Unfortunately the review form doesn't let me enter a rating above 10!
A Photomosaic is, as the name suggests, a mosaic of photos. Hundreds or thousands of images reduced in size and placed on a grid so as to create an impression of a larger, overall image. The 'tiles' used are selected for their color, shapes and shading within the image so as to most truthfully represent the relevant section of the larger image. What's more, the descriptive content of the 'tiles' is usually relevant to the larger image. Some of the best examples of this are the widescreen stills used from George Lucas's Star Wars in generating larger images of Darth Vader, and Yoda, and civil war photographs used to create an image of Abraham Lincoln.
The book contains 96 pages with 28 full page photomosaics, and in addition often has enlarged sections of each image to show the smaller image content. Interspersed with the images are thought provoking quotes relating to the pictures, and an all too short introduction briefly describes how photomosaics came about. (Not technical enough in my opinion). The images are created in a 6 color printing process for exceptional quality results
This is is one of those ideas where I think to myself - 'I wish I'd been involved in this'. As the artist/creator Robert Silvers says - 'This is for lovers of pictures'. One of my main interests in computing is the generation of images by use of computers, whether it be popular methods such as fractals, ray-tracing or any other form of computer art. Even the 3D Eye auto-stereogram pictures are computer generated. (I assumed the dig on the back cover in respect of the fact that everyone can see photomosaics, was in reference to these auto-stereograms!)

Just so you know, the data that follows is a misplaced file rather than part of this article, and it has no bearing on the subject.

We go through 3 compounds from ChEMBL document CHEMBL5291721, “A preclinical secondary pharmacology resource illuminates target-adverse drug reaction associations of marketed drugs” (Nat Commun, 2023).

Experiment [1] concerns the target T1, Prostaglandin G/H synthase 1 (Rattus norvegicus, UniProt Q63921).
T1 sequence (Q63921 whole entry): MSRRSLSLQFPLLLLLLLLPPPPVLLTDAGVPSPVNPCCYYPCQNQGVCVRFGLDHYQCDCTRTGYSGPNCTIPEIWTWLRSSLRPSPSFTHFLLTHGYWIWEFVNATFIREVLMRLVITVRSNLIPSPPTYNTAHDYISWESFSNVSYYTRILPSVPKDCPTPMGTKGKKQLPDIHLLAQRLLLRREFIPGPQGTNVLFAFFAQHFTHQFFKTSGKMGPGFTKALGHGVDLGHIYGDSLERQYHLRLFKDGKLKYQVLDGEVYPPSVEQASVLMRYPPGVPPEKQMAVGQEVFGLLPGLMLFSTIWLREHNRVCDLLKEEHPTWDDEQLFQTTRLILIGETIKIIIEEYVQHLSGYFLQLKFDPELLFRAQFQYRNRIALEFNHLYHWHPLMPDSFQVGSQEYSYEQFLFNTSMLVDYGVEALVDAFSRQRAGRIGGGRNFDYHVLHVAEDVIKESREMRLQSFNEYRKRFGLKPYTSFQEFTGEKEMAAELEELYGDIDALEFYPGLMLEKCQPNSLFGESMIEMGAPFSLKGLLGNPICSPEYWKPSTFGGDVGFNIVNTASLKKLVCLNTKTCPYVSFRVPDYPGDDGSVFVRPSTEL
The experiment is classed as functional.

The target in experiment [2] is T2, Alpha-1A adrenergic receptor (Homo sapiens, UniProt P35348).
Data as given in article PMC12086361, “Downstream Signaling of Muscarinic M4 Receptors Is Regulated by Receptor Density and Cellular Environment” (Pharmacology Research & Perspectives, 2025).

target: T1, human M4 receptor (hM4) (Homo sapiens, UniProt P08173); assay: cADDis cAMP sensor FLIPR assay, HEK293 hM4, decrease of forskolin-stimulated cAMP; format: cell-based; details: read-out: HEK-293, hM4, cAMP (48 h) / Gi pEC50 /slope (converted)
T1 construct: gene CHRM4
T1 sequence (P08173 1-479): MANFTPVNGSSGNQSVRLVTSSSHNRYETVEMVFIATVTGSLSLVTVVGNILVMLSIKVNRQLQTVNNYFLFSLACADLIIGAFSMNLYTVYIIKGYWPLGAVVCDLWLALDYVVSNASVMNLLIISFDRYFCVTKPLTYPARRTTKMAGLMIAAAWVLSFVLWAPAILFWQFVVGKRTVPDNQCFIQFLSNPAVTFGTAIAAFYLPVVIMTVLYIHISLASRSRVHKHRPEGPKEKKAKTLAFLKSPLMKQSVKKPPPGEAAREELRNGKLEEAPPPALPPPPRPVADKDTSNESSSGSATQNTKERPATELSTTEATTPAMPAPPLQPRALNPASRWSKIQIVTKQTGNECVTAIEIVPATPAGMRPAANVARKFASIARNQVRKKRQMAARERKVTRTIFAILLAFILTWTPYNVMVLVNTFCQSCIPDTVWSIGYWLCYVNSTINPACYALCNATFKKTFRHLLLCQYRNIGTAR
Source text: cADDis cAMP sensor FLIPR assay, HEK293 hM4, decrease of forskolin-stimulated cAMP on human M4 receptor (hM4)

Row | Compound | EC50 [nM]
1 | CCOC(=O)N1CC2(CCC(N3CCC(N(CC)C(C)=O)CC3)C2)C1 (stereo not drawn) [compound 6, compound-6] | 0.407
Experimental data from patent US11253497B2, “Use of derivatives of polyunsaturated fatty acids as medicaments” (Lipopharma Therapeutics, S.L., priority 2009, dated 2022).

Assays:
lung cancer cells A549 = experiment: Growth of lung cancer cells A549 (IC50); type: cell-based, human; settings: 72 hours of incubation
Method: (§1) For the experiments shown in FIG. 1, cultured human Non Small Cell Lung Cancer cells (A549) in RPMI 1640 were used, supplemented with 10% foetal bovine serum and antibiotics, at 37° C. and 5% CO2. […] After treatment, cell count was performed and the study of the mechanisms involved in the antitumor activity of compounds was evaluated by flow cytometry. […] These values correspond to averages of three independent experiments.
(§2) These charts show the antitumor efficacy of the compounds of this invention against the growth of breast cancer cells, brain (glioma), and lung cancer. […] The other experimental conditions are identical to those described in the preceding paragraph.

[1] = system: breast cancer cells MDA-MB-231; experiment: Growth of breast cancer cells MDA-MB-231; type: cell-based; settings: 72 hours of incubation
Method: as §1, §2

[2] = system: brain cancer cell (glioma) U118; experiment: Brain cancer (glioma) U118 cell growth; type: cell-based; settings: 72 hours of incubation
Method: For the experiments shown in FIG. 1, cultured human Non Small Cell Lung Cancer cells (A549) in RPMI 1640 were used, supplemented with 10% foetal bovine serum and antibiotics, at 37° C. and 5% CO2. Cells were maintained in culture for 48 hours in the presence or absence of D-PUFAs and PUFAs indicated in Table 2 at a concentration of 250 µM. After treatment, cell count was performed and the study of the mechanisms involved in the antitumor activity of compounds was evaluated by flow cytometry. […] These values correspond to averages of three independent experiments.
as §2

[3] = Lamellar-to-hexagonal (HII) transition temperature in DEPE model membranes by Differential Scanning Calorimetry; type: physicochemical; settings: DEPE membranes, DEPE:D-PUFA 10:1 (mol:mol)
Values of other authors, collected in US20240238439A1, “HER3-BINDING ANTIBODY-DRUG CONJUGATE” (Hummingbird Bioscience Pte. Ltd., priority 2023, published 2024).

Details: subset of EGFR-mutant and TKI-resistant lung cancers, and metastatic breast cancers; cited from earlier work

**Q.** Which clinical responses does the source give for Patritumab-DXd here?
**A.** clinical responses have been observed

This concept of using pictures to create pictures seems simple on the surface and sounds like another easy money maker for someone along the line. Maybe it is, but the technology behind creating such pictures is leading edge and was performed by Rob Silvers as part of his Masters at MIT Media Lab. The amount of work involved in collating tens of thousands of images from all sorts of sources, and then analyzing each image as to color and shading content, underlying shapes within the image, and descriptive content of the images is immense. All sorts of tricks were used to speed up and improve the quality of the photomosaics produced.
If I were to have this as a coffee-table book at a party, I would need one per visiting guest, and I would get a quiet thirty seconds whilst people got the gist of the book and then it would be the talk of the evening. (Maybe that's an indication of my guests rather than the book!)
I would dearly have loved to have been involved at that exciting development stage of the (patent pending) technology, but sadly this book is likely to be as near to being involved as I ever get. Mind you it is hard, in any case, not to get involved with this fascinating book. I shall be putting an order in for my 1999 calender as soon as it comes out.
This review comes from somebody who does NOT live in Boston, unlike many other reviewers!!